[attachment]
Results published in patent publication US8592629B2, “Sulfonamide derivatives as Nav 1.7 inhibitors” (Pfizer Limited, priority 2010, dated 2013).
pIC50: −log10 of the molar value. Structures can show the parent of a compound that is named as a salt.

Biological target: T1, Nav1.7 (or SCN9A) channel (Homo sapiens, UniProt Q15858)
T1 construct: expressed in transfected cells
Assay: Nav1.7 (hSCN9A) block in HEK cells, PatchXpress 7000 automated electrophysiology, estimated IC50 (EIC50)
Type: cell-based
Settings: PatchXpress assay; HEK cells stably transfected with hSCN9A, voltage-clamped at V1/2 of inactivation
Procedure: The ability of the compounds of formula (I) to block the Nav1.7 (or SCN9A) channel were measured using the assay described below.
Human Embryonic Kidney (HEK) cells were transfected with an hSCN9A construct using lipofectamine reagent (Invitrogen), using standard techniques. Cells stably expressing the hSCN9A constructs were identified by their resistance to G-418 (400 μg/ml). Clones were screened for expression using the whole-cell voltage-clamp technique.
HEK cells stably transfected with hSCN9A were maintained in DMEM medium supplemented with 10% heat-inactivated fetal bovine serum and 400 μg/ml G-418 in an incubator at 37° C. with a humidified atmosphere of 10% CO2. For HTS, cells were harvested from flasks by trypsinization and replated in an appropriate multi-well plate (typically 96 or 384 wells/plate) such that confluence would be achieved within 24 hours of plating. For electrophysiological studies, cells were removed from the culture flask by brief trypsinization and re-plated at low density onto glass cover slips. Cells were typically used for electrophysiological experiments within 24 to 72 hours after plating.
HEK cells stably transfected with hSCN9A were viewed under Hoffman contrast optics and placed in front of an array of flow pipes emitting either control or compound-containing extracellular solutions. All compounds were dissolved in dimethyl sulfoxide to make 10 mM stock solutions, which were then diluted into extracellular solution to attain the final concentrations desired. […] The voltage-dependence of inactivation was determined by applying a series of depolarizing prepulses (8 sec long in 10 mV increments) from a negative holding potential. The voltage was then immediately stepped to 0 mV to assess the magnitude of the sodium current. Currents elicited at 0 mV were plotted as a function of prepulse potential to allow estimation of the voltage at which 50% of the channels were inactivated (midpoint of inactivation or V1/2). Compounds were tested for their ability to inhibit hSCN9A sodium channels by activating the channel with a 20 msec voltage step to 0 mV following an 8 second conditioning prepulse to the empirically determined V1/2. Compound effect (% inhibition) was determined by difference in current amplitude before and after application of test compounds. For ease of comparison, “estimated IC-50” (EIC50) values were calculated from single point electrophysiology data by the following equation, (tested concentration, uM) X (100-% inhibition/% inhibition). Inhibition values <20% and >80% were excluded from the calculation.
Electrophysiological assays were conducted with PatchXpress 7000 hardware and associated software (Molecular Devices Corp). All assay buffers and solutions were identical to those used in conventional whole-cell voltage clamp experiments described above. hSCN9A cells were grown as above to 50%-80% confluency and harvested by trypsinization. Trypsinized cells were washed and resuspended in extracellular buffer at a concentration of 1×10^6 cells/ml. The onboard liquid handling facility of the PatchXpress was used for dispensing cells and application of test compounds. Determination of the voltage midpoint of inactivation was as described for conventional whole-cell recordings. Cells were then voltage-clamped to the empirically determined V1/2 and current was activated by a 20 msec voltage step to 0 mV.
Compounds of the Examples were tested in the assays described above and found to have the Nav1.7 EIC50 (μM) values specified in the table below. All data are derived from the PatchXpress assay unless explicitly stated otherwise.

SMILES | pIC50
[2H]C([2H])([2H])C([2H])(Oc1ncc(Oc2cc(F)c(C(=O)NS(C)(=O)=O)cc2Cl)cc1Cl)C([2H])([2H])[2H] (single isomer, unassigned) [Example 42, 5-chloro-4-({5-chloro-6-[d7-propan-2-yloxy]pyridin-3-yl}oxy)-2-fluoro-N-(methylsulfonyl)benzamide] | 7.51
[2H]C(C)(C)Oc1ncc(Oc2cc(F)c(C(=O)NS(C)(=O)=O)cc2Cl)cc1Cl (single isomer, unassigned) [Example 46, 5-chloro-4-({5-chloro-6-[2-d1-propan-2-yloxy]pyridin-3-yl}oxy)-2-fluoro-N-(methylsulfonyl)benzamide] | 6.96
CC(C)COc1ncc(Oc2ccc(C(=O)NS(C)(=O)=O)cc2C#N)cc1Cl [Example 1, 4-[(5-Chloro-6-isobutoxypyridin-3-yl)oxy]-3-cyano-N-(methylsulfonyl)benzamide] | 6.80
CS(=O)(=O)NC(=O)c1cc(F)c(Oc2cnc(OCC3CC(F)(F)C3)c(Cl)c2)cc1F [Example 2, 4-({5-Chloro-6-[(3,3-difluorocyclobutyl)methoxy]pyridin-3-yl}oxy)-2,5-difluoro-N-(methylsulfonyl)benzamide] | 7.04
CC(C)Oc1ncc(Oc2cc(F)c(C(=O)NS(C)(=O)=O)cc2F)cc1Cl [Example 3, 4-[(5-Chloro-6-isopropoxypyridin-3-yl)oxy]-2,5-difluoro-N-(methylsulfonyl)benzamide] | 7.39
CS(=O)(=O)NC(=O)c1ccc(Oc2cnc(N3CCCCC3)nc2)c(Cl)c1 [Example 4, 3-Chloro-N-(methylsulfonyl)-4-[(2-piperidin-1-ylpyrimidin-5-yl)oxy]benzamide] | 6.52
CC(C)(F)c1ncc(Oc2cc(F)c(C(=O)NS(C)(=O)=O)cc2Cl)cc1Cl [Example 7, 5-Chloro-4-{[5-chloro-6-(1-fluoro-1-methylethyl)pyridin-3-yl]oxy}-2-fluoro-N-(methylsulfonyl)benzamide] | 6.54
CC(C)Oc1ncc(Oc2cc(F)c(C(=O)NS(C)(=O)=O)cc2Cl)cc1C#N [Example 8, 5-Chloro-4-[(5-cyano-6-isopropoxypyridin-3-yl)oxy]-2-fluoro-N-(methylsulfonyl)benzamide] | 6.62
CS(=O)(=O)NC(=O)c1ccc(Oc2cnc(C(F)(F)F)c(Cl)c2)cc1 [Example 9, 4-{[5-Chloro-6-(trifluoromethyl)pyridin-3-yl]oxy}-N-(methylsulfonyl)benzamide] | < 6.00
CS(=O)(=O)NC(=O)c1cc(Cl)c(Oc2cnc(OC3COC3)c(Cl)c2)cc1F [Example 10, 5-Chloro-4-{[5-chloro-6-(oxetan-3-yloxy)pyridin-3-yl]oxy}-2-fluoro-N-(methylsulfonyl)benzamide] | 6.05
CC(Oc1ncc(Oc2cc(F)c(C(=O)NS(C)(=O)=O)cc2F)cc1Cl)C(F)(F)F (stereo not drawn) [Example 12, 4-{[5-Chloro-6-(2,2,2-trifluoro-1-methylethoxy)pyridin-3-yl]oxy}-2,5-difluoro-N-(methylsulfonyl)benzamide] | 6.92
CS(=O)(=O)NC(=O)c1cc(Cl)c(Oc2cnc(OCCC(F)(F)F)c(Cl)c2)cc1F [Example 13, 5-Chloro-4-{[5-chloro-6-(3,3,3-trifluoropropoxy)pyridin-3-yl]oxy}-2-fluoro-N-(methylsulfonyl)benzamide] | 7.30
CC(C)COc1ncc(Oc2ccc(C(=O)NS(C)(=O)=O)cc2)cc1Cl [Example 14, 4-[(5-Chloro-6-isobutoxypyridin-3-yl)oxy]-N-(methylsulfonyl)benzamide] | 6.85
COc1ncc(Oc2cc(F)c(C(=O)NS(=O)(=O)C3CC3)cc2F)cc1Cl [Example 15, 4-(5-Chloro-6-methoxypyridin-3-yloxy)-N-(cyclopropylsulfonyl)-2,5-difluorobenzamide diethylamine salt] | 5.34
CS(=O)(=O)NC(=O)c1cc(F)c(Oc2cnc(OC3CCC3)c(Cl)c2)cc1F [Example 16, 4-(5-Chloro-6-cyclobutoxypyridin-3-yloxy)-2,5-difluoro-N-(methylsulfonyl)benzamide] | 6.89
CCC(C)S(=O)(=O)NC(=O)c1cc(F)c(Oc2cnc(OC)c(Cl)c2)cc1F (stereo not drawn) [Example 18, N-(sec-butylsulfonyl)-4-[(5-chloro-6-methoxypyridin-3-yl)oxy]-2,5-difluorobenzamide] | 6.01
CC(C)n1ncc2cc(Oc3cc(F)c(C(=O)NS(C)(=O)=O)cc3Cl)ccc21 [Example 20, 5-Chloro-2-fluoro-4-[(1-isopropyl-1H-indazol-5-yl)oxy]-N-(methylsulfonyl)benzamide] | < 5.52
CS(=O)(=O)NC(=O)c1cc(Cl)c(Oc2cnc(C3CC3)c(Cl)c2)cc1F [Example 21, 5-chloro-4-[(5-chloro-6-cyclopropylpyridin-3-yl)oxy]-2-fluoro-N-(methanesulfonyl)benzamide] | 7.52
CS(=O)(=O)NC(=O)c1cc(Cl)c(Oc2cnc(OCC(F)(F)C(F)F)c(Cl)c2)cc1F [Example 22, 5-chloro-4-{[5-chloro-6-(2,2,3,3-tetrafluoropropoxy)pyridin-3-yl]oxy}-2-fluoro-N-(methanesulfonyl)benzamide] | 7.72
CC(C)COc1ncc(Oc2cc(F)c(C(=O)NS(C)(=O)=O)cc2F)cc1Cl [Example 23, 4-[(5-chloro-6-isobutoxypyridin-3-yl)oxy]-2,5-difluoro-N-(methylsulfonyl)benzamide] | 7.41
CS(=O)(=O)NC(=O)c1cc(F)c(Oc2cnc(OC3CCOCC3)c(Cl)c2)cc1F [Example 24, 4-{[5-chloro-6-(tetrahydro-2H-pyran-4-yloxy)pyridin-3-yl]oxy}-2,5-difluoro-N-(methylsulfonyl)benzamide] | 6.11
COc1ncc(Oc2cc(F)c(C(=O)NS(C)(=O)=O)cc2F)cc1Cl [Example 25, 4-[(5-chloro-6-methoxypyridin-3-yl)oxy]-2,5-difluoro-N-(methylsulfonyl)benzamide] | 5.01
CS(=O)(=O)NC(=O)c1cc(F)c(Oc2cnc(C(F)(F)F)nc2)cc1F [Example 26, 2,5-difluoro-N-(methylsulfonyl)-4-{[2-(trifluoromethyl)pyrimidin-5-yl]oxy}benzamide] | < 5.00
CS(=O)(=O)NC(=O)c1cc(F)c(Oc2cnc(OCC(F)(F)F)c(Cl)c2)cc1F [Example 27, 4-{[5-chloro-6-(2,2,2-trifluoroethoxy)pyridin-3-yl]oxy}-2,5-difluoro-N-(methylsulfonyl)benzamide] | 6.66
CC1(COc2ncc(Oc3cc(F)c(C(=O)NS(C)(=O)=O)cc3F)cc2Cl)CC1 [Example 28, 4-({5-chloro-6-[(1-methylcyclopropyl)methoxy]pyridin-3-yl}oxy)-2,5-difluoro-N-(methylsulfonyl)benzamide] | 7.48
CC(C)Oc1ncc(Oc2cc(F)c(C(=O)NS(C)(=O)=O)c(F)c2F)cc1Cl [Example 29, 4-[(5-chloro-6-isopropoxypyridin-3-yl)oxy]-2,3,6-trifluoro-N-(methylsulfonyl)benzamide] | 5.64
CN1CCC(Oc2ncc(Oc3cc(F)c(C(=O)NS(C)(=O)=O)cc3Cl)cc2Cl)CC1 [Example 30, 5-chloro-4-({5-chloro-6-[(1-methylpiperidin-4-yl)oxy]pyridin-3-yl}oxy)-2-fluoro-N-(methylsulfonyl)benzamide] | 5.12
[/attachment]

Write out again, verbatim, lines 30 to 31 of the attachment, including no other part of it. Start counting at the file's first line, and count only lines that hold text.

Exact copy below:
CCC(C)S(=O)(=O)NC(=O)c1cc(F)c(Oc2cnc(OC)c(Cl)c2)cc1F (stereo not drawn) [Example 18, N-(sec-butylsulfonyl)-4-[(5-chloro-6-methoxypyridin-3-yl)oxy]-2,5-difluorobenzamide] | 6.01
CC(C)n1ncc2cc(Oc3cc(F)c(C(=O)NS(C)(=O)=O)cc3Cl)ccc21 [Example 20, 5-Chloro-2-fluoro-4-[(1-isopropyl-1H-indazol-5-yl)oxy]-N-(methylsulfonyl)benzamide] | < 5.52